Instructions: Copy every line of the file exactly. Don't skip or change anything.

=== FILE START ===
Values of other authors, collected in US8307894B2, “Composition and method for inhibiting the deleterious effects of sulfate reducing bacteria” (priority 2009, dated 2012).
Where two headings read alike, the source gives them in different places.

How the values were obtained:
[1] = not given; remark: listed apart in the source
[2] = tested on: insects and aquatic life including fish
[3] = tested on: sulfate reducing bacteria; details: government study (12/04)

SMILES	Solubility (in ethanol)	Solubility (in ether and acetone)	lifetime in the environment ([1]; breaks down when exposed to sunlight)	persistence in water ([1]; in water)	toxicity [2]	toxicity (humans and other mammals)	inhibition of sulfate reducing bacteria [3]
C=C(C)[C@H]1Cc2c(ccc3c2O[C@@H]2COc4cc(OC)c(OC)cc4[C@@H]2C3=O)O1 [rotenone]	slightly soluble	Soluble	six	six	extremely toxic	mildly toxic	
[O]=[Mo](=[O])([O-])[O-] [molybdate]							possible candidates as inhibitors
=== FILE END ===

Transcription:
Values of other authors, collected in US8307894B2, “Composition and method for inhibiting the deleterious effects of sulfate reducing bacteria” (priority 2009, dated 2012).
Where two headings read alike, the source gives them in different places.

How the values were obtained:
[1] = not given; remark: listed apart in the source
[2] = tested on: insects and aquatic life including fish
[3] = tested on: sulfate reducing bacteria; details: government study (12/04)

SMILES	Solubility (in ethanol)	Solubility (in ether and acetone)	lifetime in the environment ([1]; breaks down when exposed to sunlight)	persistence in water ([1]; in water)	toxicity [2]	toxicity (humans and other mammals)	inhibition of sulfate reducing bacteria [3]
C=C(C)[C@H]1Cc2c(ccc3c2O[C@@H]2COc4cc(OC)c(OC)cc4[C@@H]2C3=O)O1 [rotenone]	slightly soluble	Soluble	six	six	extremely toxic	mildly toxic	
[O]=[Mo](=[O])([O-])[O-] [molybdate]							possible candidates as inhibitors